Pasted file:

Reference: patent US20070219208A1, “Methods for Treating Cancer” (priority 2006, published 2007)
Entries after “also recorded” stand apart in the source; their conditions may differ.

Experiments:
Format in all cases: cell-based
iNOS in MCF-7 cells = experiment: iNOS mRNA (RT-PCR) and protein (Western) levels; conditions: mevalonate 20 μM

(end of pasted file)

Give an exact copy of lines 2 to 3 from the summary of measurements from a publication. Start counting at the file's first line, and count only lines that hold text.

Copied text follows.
Entries after “also recorded” stand apart in the source; their conditions may differ.

Experiments: